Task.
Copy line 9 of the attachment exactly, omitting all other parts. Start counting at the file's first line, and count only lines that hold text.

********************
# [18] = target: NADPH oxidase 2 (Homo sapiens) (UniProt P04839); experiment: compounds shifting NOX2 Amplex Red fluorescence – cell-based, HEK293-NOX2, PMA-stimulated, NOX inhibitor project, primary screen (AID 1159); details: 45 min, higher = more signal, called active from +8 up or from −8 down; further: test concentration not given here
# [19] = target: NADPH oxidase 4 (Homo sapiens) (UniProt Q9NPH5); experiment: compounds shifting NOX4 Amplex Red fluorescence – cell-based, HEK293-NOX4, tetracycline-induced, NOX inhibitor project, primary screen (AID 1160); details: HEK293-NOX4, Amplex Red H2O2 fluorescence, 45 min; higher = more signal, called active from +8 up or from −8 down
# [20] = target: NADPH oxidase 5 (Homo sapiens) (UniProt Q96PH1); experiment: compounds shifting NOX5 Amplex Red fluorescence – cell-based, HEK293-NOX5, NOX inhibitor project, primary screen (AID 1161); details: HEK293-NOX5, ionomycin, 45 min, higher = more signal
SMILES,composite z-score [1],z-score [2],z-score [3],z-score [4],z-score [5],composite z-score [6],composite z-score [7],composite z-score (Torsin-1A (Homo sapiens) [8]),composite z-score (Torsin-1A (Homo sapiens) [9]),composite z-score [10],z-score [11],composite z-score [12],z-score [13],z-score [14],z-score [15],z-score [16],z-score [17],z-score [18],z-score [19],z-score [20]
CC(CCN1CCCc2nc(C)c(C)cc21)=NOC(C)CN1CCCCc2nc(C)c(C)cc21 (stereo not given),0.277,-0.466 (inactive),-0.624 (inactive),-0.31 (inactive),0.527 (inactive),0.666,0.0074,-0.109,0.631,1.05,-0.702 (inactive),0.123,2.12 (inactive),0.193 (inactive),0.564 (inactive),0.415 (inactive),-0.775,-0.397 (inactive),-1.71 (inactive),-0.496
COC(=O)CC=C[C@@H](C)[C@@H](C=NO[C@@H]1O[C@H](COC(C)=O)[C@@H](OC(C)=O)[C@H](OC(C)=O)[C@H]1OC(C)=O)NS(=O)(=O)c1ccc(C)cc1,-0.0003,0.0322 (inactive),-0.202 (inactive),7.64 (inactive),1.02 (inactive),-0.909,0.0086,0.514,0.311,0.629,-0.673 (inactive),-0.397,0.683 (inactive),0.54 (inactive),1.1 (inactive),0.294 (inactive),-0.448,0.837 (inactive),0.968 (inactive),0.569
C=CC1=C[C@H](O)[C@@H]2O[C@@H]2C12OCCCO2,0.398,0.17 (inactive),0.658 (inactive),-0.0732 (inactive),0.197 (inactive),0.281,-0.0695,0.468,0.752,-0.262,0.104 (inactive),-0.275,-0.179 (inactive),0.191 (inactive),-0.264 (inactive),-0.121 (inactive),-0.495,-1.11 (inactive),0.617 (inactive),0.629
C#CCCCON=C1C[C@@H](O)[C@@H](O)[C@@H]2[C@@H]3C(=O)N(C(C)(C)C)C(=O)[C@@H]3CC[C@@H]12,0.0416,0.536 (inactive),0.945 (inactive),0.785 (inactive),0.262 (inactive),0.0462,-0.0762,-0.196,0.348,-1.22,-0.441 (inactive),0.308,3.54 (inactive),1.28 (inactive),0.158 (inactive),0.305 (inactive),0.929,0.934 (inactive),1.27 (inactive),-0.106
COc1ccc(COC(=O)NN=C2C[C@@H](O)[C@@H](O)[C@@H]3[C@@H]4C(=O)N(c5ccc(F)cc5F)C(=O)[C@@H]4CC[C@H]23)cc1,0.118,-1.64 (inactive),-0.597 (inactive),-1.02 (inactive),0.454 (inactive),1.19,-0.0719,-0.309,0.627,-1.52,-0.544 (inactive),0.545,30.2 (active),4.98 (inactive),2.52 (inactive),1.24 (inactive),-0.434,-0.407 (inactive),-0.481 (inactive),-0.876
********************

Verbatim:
COc1ccc(COC(=O)NN=C2C[C@@H](O)[C@@H](O)[C@@H]3[C@@H]4C(=O)N(c5ccc(F)cc5F)C(=O)[C@@H]4CC[C@H]23)cc1,0.118,-1.64 (inactive),-0.597 (inactive),-1.02 (inactive),0.454 (inactive),1.19,-0.0719,-0.309,0.627,-1.52,-0.544 (inactive),0.545,30.2 (active),4.98 (inactive),2.52 (inactive),1.24 (inactive),-0.434,-0.407 (inactive),-0.481 (inactive),-0.876